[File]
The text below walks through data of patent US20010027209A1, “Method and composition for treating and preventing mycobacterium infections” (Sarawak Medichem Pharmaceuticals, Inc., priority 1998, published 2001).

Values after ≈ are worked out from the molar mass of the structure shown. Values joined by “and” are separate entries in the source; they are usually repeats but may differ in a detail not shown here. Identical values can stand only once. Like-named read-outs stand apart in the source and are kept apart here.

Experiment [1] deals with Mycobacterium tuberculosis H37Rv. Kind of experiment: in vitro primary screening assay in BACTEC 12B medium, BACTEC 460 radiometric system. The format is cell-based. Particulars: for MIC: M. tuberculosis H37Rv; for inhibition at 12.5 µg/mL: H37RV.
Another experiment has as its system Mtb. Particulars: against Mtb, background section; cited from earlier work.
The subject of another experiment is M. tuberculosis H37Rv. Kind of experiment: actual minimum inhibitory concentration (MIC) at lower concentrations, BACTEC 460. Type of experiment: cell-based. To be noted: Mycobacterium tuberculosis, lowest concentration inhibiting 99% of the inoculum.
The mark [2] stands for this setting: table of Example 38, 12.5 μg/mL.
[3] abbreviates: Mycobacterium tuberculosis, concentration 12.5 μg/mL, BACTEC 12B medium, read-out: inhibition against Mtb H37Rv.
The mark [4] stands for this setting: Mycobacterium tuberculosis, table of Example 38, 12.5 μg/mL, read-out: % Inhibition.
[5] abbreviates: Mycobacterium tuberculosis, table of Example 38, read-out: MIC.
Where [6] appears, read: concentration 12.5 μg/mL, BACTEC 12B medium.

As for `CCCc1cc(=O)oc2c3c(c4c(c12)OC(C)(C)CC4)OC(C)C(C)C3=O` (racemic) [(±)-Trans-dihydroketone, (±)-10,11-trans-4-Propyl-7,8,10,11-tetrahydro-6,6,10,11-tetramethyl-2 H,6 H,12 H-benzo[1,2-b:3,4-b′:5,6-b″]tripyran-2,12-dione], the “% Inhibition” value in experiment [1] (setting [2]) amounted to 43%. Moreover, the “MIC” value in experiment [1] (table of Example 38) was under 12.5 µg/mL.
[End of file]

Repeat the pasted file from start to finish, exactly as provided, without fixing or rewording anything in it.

The text below walks through data of patent US20010027209A1, “Method and composition for treating and preventing mycobacterium infections” (Sarawak Medichem Pharmaceuticals, Inc., priority 1998, published 2001).

Values after ≈ are worked out from the molar mass of the structure shown. Values joined by “and” are separate entries in the source; they are usually repeats but may differ in a detail not shown here. Identical values can stand only once. Like-named read-outs stand apart in the source and are kept apart here.

Experiment [1] deals with Mycobacterium tuberculosis H37Rv. Kind of experiment: in vitro primary screening assay in BACTEC 12B medium, BACTEC 460 radiometric system. The format is cell-based. Particulars: for MIC: M. tuberculosis H37Rv; for inhibition at 12.5 µg/mL: H37RV.
Another experiment has as its system Mtb. Particulars: against Mtb, background section; cited from earlier work.
The subject of another experiment is M. tuberculosis H37Rv. Kind of experiment: actual minimum inhibitory concentration (MIC) at lower concentrations, BACTEC 460. Type of experiment: cell-based. To be noted: Mycobacterium tuberculosis, lowest concentration inhibiting 99% of the inoculum.
The mark [2] stands for this setting: table of Example 38, 12.5 μg/mL.
[3] abbreviates: Mycobacterium tuberculosis, concentration 12.5 μg/mL, BACTEC 12B medium, read-out: inhibition against Mtb H37Rv.
The mark [4] stands for this setting: Mycobacterium tuberculosis, table of Example 38, 12.5 μg/mL, read-out: % Inhibition.
[5] abbreviates: Mycobacterium tuberculosis, table of Example 38, read-out: MIC.
Where [6] appears, read: concentration 12.5 μg/mL, BACTEC 12B medium.

As for `CCCc1cc(=O)oc2c3c(c4c(c12)OC(C)(C)CC4)OC(C)C(C)C3=O` (racemic) [(±)-Trans-dihydroketone, (±)-10,11-trans-4-Propyl-7,8,10,11-tetrahydro-6,6,10,11-tetramethyl-2 H,6 H,12 H-benzo[1,2-b:3,4-b′:5,6-b″]tripyran-2,12-dione], the “% Inhibition” value in experiment [1] (setting [2]) amounted to 43%. Moreover, the “MIC” value in experiment [1] (table of Example 38) was under 12.5 µg/mL.